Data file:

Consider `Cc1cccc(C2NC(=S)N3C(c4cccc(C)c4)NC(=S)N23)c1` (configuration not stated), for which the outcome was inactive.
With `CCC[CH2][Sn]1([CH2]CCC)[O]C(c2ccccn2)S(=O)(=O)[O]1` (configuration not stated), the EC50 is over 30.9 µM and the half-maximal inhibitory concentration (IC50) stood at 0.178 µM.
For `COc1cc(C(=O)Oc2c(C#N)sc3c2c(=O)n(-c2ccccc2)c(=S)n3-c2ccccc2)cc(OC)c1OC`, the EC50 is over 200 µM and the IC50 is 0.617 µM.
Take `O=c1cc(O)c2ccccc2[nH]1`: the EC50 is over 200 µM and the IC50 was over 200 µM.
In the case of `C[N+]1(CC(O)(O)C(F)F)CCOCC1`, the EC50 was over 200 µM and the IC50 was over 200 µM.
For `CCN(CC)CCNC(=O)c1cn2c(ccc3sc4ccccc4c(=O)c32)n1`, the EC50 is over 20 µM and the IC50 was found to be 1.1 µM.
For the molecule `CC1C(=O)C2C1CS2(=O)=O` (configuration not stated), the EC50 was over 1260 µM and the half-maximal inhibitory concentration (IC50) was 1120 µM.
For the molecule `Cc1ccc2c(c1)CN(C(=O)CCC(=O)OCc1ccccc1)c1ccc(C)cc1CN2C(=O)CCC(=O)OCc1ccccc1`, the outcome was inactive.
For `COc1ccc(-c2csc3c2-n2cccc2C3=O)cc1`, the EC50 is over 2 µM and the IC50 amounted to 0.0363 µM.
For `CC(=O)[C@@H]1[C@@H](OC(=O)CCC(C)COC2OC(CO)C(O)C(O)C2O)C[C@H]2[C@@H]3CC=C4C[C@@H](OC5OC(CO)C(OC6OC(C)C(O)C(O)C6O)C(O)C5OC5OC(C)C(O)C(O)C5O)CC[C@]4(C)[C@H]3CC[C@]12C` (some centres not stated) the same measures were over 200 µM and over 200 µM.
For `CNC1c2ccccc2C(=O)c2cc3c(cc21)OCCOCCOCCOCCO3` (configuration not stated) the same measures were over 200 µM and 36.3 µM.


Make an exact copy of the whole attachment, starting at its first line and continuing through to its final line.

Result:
Consider `Cc1cccc(C2NC(=S)N3C(c4cccc(C)c4)NC(=S)N23)c1` (configuration not stated), for which the outcome was inactive.
With `CCC[CH2][Sn]1([CH2]CCC)[O]C(c2ccccn2)S(=O)(=O)[O]1` (configuration not stated), the EC50 is over 30.9 µM and the half-maximal inhibitory concentration (IC50) stood at 0.178 µM.
For `COc1cc(C(=O)Oc2c(C#N)sc3c2c(=O)n(-c2ccccc2)c(=S)n3-c2ccccc2)cc(OC)c1OC`, the EC50 is over 200 µM and the IC50 is 0.617 µM.
Take `O=c1cc(O)c2ccccc2[nH]1`: the EC50 is over 200 µM and the IC50 was over 200 µM.
In the case of `C[N+]1(CC(O)(O)C(F)F)CCOCC1`, the EC50 was over 200 µM and the IC50 was over 200 µM.
For `CCN(CC)CCNC(=O)c1cn2c(ccc3sc4ccccc4c(=O)c32)n1`, the EC50 is over 20 µM and the IC50 was found to be 1.1 µM.
For the molecule `CC1C(=O)C2C1CS2(=O)=O` (configuration not stated), the EC50 was over 1260 µM and the half-maximal inhibitory concentration (IC50) was 1120 µM.
For the molecule `Cc1ccc2c(c1)CN(C(=O)CCC(=O)OCc1ccccc1)c1ccc(C)cc1CN2C(=O)CCC(=O)OCc1ccccc1`, the outcome was inactive.
For `COc1ccc(-c2csc3c2-n2cccc2C3=O)cc1`, the EC50 is over 2 µM and the IC50 amounted to 0.0363 µM.
For `CC(=O)[C@@H]1[C@@H](OC(=O)CCC(C)COC2OC(CO)C(O)C(O)C2O)C[C@H]2[C@@H]3CC=C4C[C@@H](OC5OC(CO)C(OC6OC(C)C(O)C(O)C6O)C(O)C5OC5OC(C)C(O)C(O)C5O)CC[C@]4(C)[C@H]3CC[C@]12C` (some centres not stated) the same measures were over 200 µM and over 200 µM.
For `CNC1c2ccccc2C(=O)c2cc3c(cc21)OCCOCCOCCOCCO3` (configuration not stated) the same measures were over 200 µM and 36.3 µM.